Get us in your inbox

Ibrahim Hussein, Syrian refugee settled in Lambeth
Andy Parsons

Meet an 18-year-old Syrian refugee who’s building a new life in London

By Nell Frizzell

One of the many Syrians resettled in London by the charity SHP, 18-year-old Ibrahim Hussein has started a new life in this city…

‘My family is from Syria, but I was born in Jordan. I grew up in the east of the capital city, Amman, and lived there until a year and two months ago, when my family and I came to the UK via Turkey. Now I’m 18 and the five of us live in a house in Streatham Vale.

Before I came here I watched YouTube videos about London. That’s how I learned my first bits of English, and what English people were like. I’m very happy to be here. I don’t think of myself as a refugee, really. This feels like my country. I speak to English people and learn from them. I’ve learned you have to be friendly: at my college, if you don’t make the effort to talk to people, you’ll end up alone.

I go to a Kurdish barber – I’m Kurdish, and we talk in our language, not Arabic. He asked about how I came here and whether I like my life here. I tell him what I want to tell him, but I don’t talk to him about why we left Jordan. I never talk to anyone about that. It’s hard, but it’s finished now.

If you get on a bus or go into a shop, you will see lots of refugees here. I have had some abuse: a man on the bus started calling me a tourist because I was wearing a cap. He was saying, ‘All Arab people are like this, all Muslims are like that…’ I replied, ‘If you see one bad person, it doesn’t mean all the people are bad.’ He was drinking and he was rude to me, but that doesn’t mean I will judge all people who look like him. I never fight. I don’t like to argue. It’s easy to fall in with bad people, but then you have a bad life. If you can be a good person, treat people kindly and work hard, you will have a good life.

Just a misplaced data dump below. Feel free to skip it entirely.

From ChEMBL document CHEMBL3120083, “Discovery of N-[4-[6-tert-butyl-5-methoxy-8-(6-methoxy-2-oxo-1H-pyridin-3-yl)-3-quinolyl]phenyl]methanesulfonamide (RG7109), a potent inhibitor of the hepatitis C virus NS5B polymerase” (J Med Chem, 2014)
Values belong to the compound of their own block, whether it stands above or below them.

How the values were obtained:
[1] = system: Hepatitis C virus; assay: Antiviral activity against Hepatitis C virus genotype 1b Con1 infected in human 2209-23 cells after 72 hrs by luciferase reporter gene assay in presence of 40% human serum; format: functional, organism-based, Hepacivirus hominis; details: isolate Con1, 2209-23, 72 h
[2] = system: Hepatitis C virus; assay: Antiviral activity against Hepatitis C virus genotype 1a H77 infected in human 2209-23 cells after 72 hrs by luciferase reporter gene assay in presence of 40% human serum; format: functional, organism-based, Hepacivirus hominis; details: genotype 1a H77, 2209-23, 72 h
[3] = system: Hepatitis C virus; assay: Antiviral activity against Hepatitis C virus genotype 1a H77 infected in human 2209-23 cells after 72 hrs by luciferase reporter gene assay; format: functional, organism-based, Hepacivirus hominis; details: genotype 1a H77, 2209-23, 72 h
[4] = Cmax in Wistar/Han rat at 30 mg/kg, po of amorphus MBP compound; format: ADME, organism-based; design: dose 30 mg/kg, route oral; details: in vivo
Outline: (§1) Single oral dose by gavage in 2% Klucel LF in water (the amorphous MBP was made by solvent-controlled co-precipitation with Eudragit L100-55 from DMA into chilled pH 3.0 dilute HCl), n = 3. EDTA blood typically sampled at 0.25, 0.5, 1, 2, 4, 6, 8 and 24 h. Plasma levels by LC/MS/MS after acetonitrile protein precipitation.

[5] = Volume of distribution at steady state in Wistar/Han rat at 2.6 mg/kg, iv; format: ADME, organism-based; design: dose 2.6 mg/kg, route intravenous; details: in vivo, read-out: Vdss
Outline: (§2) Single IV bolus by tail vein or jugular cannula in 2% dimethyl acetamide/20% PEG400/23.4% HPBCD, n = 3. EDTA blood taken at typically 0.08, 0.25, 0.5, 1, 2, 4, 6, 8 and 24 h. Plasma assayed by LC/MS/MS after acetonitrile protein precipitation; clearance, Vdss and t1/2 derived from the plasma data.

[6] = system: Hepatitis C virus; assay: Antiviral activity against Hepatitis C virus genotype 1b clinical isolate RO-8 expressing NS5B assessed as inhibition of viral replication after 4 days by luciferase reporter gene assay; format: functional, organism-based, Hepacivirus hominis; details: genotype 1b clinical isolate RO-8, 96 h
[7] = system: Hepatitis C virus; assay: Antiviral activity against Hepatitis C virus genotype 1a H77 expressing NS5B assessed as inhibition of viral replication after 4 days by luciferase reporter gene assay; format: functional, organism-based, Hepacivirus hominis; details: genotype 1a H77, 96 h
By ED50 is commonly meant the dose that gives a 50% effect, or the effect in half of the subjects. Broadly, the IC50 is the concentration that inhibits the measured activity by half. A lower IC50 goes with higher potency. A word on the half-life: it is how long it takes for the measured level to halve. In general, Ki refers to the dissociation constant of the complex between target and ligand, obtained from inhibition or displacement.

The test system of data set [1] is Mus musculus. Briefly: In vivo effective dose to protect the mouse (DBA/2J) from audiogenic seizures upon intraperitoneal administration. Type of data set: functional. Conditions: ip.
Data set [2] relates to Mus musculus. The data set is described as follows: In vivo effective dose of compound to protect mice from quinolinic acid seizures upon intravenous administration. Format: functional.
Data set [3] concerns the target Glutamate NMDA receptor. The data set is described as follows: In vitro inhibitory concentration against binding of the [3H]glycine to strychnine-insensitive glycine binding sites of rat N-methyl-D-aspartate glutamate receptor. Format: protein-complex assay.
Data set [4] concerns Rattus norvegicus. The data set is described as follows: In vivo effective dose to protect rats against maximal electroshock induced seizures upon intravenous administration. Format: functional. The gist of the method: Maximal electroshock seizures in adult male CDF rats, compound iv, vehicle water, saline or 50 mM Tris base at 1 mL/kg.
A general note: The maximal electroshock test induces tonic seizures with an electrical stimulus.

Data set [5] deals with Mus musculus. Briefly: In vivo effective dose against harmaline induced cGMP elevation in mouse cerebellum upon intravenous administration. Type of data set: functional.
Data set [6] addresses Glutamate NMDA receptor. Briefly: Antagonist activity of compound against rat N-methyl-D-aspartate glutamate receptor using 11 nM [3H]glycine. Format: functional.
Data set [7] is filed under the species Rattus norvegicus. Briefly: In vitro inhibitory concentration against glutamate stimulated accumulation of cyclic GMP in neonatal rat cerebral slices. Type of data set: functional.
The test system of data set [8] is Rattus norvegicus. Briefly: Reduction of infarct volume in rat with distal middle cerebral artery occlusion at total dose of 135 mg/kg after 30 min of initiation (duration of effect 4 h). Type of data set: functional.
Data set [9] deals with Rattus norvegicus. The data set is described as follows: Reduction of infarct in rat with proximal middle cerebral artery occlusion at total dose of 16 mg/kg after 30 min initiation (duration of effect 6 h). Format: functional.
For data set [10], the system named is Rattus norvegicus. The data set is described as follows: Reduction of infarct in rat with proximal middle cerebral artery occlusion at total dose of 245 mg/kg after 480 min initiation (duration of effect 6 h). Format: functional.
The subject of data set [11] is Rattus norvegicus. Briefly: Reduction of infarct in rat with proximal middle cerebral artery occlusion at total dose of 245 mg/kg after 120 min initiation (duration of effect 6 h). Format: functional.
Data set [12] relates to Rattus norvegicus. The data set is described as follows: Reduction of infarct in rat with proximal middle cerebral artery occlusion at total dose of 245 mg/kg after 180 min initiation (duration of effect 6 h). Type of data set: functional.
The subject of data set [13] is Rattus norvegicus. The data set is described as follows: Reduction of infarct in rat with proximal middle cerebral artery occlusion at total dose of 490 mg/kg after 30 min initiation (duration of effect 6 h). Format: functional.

Since arriving in London I’ve decided I want to be a doctor. I wasn’t able to take my place to study in Jordan, but I love studying here. I’m studying for my GCSEs now, and I am good at science, but I have some problems with maths. Luckily, my friend’s mother is a maths teacher and she has said that she’ll help me. I would like to study at university in London – maybe Kingston – after I’ve finished at college.

For now I work part-time in a restaurant, where they’re teaching me how to cook. We make rice, chips, sauces, chicken, fish, kebabs and shawarma. When I came here I was too fat, but I’ve lost 40lbs. Ramadan helped with that, as well as playing tennis with my brother.

I used to get lost quite a lot when I first came to London, though I’ve got better since I’ve started looking at maps on my phone. I have a bike and cycle here lots. I don’t find the traffic scary – I used to cycle in Jordan and I’m comfortable in the big city. It’s where I grew up.  I’d like to go to Brighton next month, but it’s hard to travel because I don’t have much time between studying.

My advice for other young people arriving in London would be this: people will give you a chance to make another life here, so don’t give up. If you have a problem, it will get sorted out. Some refugees come here without family, not knowing anybody. That is very hard. When I came here I had a lot of problems too, but I trusted myself and fixed them. You have to be tough and clever – that’s how you get by here – but I love it. I don’t want to leave.’

Find out how you can support vulnerable people fleeing conflict by applying for community sponsorship. Or read about the best of Syrian culture in London.

Popular on Time Out

    Latest news

      Read next